Speaking of her male counterpart, I’ll be straight up — Disney Māui is hella annoying and messy.
The movie lags in the second act when we are introduced to Māui the demigod, whose disruptive presence is not so much due to his controversial over the top, exaggerated physical appearance, but by what he personifies on the screen: a radical shift of values rooted in westernized ideals of individualism and pernicious meritocracy.
Maybe this contrast was intentional, but it’s a yuckiness that is hard to shake off, even after a scene that was supposed to serve as his redemptive moment.
Dr. ʻOkusitino Māhina, a Tongan cultural anthropologist, refers to our revered ancestor Māui as a freedom fighter whose heroic feats were motivated by a desire for social justice and equality, to free mankind from bondage and tyrannical regimes. Māui’s genealogy extends far and wide throughout the Pacific, from Polynesia to Micronesia, Melanesia, and even the Philippines.
But Disney Māui — Mow-wee, as Dwayne “The Rock” Johnson pronounces it — is none of those things. Rather, he is arrogant, egotistical, self-absorbed and feeds off the adoration of others.
Disney Māui plays up to tired tropes of Polynesian male buffoonery, is minstrelsy, and at times is repeatedly misogynistic towards the film’s heroine, make it difficult for me to reconcile Disney’s Māui with the Māui I grew up listening to on the radio as a young boy in Vava’u, Tonga.
The Trust had issues with Māui along the way, and the final representation is the result of negotiations.
It’s apparent that when Māui shows up on the screen, this is where Disney asserted itself, because you actually feel the story shift and assume the recognizable, tired, predictable Disney storytelling formula that is shaped by merchandising potential than character development.
In the film, it was Māui’s arrogance that triggered the catastrophic event that halted oceanic exploration on the fictional island of Motunui, Moana’s island home.
This is how Disney imagineers explain the thousand year gap between the settlement of western Polynesia and eastern Polynesia.
In actuality, navigation never ceased. It was alive and well in the west, which facilitated empire building and commercial trade between the islands of Sāmoa, Tonga, Fiji, neighboring islands such as Vanuatu, Tokelau, Tuvalu, Kiribati, Solomon Islands, Niue, and even reaching as far north into the Marianas and other atolls in Micronesia.
There were actual schools of navigation, operated by master navigators dedicated to the science of wayfinding, a holistic discipline that incorporated astronomy, oceanography, marine biology, meteorology, geography and even biocentrism.
The expansion into eastern Polynesia was not hampered by an irrational fear of the sea. Rather, eastward expansion was sparked by several things, namely, the conditions for long distance voyaging were favorable due to changes in the planetʻs atmosphere and geography. But more importantly, let’s not undermine the intellectual capacity of our voyaging ancestors to even understand what that meant, and that an accumulation of a millennium’s worth of collective knowledge and ingenuity can lead to the technological advances necessary to pull off such a marvelous feat.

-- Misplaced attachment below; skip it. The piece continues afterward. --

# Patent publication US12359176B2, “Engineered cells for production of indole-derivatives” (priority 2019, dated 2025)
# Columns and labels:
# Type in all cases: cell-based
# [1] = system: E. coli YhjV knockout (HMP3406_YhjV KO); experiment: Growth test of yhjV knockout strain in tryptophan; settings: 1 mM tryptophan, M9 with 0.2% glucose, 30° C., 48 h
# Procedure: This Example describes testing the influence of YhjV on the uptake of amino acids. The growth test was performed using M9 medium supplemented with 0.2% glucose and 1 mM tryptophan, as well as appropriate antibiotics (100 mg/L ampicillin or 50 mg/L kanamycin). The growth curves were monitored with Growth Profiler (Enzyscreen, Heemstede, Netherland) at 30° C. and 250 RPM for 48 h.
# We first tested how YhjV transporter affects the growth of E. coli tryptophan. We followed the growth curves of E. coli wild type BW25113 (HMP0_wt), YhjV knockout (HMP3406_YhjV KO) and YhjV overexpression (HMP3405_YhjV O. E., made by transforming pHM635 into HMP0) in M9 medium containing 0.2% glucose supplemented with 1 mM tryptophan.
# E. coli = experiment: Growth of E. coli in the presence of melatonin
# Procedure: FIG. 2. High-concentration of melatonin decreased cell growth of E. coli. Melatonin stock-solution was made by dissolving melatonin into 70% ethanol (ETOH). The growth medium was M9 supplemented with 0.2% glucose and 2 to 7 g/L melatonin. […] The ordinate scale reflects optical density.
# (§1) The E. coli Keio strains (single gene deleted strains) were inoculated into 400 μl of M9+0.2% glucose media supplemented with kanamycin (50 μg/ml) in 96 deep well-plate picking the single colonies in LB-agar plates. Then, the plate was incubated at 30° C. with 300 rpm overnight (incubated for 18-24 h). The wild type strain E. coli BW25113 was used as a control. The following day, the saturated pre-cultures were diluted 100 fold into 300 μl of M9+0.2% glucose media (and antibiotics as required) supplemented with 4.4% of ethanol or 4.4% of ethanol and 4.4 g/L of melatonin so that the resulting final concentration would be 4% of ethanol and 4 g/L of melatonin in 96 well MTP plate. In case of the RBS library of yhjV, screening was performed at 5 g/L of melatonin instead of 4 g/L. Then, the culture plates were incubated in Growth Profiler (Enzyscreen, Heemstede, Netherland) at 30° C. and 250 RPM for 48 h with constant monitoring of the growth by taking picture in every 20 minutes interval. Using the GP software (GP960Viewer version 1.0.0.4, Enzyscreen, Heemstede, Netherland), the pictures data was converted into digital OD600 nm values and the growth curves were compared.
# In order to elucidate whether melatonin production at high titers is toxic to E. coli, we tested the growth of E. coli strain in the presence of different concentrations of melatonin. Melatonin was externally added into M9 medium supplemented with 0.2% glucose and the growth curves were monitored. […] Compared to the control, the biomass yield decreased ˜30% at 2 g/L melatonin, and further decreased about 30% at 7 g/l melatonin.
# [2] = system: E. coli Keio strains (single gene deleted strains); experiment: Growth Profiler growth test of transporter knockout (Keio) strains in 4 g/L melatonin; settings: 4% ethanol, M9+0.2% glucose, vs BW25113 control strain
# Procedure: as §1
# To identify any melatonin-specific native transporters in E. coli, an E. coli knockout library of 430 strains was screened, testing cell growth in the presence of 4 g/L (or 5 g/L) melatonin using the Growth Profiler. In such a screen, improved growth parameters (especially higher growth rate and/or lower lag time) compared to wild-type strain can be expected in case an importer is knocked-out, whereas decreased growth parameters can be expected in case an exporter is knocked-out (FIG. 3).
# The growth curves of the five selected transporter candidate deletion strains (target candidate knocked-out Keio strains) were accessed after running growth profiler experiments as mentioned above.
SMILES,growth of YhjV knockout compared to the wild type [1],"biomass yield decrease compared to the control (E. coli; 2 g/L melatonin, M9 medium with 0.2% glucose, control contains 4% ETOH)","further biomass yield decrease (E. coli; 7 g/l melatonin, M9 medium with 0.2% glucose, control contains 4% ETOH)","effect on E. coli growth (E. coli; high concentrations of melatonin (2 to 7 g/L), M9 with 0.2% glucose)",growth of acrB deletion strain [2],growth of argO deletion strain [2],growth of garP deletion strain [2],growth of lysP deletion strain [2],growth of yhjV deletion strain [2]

Is Moana worth watching? Of course. It’s a beautiful movie. Auliʻi’s strong performance alone is worth the price of several tickets. The supporting cast of Temuera Morrison, Rachel House, Nicole Scherzinger, and even a cameo voice appearance by Troy Polamalu adds to the experience. Jemaine Clement as the bling encrusted crab Tamatoa is more believable (and bearable) than Disney Māui. And then there is the music of Te Vaka.
If you haven’t heard of Te Vaka, shame on you. Here’s the link to their website. I highly recommend you start your collection with the first four albums. (In the words of Disney Māui, “you’re welcome!”
But Moana is not a perfect film and the root of the film’s shortcomings directly relate to the uncomfortable fact that this film that we claim is about US was birthed from the minds and voyeuristic gaze of two white men, and that this practice is still acceptable in 2016.
Just listening to Clements and Musker on the red carpet wax romantically about their motivations for the movie is cringe inducing — like Disney Māui’s haka. (Yikes!) It comes off as disingenuous, considering Disney as a corporation is clearly transparent about who they are, what they do, how they do it and what they stand to gain financially.
Even The Rock knows this when he unabashedly declared in a TV interview he was lured by the money. (He might have been joking.)
With that said, as we go to the theaters, I hope we will make a conscious choice for just one time, as I know many of us will see it multiple times, to transcend being mindless consumers and become resisting spectators, and recognize that the eye candy we see on the big screen are really just surface, readily accessible manifestations of deep cultural treasures that Disney, nor any outsider, can never touch. These treasures can only be felt by the heart and by our own lived experiences.
And when we see the character of Moana overcoming great odds on the big screen to save her village, even at the risk of losing her own life, we aren’t witnessing anything new that we don’t already know about ourselves — love, sacrifice, determination, resilience, family, reciprocity, conservation and stewardship of the planet are the hallmarks of our rich oceanic culture, values that have existed long before Disney mined our stories, values that can never be replicated in box office ticket and merchandise sales.
PS. May I suggest a book for Christmas? Check out Vaka Moana, Voyages of the Ancestors.